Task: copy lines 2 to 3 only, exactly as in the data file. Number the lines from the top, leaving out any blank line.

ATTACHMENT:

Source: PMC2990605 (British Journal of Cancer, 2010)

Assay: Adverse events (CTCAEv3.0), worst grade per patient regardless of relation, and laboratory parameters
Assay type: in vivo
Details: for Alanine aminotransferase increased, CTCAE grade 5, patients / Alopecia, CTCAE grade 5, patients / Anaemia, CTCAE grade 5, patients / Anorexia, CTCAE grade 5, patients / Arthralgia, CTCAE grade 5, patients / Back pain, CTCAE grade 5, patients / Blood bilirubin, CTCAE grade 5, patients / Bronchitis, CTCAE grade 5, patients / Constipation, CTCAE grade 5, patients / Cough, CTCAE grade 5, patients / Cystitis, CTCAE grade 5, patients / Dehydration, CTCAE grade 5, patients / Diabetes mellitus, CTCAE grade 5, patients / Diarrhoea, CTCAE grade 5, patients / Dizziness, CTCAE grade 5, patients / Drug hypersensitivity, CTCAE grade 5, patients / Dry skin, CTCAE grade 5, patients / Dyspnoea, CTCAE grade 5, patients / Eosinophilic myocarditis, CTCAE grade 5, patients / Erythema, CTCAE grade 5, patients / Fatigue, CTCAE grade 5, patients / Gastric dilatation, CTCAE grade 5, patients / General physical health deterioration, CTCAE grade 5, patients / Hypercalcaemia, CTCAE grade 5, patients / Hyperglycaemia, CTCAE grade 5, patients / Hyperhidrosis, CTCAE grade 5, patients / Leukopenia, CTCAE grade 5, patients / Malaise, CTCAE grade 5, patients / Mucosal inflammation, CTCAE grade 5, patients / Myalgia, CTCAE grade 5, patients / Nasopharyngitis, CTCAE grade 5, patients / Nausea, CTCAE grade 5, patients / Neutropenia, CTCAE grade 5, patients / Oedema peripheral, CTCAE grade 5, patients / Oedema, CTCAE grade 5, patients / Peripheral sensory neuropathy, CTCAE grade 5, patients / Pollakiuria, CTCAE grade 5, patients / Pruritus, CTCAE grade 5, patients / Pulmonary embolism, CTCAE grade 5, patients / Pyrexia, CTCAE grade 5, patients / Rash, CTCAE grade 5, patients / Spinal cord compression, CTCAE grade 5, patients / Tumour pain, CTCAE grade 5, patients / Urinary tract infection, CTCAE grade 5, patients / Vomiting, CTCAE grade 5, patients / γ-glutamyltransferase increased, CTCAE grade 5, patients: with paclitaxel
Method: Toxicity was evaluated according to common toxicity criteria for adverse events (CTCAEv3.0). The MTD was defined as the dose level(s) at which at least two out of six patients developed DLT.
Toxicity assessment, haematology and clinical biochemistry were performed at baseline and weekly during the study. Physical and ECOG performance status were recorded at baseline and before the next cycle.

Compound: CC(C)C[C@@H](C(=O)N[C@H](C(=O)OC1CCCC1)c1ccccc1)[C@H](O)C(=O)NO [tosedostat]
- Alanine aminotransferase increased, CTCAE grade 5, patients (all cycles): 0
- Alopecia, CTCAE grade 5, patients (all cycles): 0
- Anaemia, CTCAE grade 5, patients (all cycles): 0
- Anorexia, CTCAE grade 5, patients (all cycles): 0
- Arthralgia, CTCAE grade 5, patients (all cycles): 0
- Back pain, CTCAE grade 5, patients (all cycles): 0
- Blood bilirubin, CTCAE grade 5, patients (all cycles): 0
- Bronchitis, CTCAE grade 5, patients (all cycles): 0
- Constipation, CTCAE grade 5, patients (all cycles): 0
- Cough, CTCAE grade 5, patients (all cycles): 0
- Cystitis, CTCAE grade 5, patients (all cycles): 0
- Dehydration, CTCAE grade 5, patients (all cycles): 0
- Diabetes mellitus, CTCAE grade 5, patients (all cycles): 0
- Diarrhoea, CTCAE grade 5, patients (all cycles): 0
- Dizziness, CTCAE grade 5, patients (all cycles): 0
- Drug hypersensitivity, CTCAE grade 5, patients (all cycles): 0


Assay: Adverse events (CTCAEv3.0), worst grade per patient regardless of relation, and laboratory parameters
Assay type: in vivo